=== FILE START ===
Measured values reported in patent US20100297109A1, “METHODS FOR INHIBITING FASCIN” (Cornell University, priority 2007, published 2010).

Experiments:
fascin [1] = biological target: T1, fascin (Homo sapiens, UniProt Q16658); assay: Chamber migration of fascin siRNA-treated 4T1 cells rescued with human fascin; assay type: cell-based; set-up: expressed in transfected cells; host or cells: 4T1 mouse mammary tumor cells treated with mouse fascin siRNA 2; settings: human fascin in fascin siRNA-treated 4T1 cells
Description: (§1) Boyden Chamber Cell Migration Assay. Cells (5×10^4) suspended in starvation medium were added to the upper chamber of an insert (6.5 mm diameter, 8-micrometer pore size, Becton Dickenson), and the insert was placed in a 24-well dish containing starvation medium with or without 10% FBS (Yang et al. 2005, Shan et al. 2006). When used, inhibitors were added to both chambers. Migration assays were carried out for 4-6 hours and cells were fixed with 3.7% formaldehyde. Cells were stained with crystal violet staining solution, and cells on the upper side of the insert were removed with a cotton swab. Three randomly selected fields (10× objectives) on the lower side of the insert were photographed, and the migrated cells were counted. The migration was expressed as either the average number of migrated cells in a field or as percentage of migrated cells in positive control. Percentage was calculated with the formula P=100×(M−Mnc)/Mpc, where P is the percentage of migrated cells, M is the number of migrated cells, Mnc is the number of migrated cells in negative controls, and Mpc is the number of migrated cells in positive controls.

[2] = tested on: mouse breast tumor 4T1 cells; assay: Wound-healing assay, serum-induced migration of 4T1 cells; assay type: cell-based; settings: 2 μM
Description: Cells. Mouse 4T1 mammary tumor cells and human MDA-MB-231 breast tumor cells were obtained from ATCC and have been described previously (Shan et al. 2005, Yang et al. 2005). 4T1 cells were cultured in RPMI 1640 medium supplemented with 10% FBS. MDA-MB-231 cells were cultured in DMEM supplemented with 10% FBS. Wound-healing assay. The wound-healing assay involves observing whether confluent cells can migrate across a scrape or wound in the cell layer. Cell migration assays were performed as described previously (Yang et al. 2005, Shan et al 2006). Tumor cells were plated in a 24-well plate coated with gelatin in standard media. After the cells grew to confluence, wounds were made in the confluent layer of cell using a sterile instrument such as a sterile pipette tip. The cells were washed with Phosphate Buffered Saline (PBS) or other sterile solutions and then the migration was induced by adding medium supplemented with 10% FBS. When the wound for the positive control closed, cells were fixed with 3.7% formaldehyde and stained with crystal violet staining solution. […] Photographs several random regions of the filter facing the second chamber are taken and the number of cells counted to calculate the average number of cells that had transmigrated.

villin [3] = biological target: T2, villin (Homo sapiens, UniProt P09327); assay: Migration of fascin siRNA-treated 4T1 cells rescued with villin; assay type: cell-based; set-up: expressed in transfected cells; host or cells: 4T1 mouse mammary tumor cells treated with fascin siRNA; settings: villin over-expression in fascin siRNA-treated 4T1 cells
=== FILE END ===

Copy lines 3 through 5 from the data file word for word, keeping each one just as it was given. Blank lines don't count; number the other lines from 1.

fascin [1] = biological target: T1, fascin (Homo sapiens, UniProt Q16658); assay: Chamber migration of fascin siRNA-treated 4T1 cells rescued with human fascin; assay type: cell-based; set-up: expressed in transfected cells; host or cells: 4T1 mouse mammary tumor cells treated with mouse fascin siRNA 2; settings: human fascin in fascin siRNA-treated 4T1 cells
Description: (§1) Boyden Chamber Cell Migration Assay. Cells (5×10^4) suspended in starvation medium were added to the upper chamber of an insert (6.5 mm diameter, 8-micrometer pore size, Becton Dickenson), and the insert was placed in a 24-well dish containing starvation medium with or without 10% FBS (Yang et al. 2005, Shan et al. 2006). When used, inhibitors were added to both chambers. Migration assays were carried out for 4-6 hours and cells were fixed with 3.7% formaldehyde. Cells were stained with crystal violet staining solution, and cells on the upper side of the insert were removed with a cotton swab. Three randomly selected fields (10× objectives) on the lower side of the insert were photographed, and the migrated cells were counted. The migration was expressed as either the average number of migrated cells in a field or as percentage of migrated cells in positive control. Percentage was calculated with the formula P=100×(M−Mnc)/Mpc, where P is the percentage of migrated cells, M is the number of migrated cells, Mnc is the number of migrated cells in negative controls, and Mpc is the number of migrated cells in positive controls.

[2] = tested on: mouse breast tumor 4T1 cells; assay: Wound-healing assay, serum-induced migration of 4T1 cells; assay type: cell-based; settings: 2 μM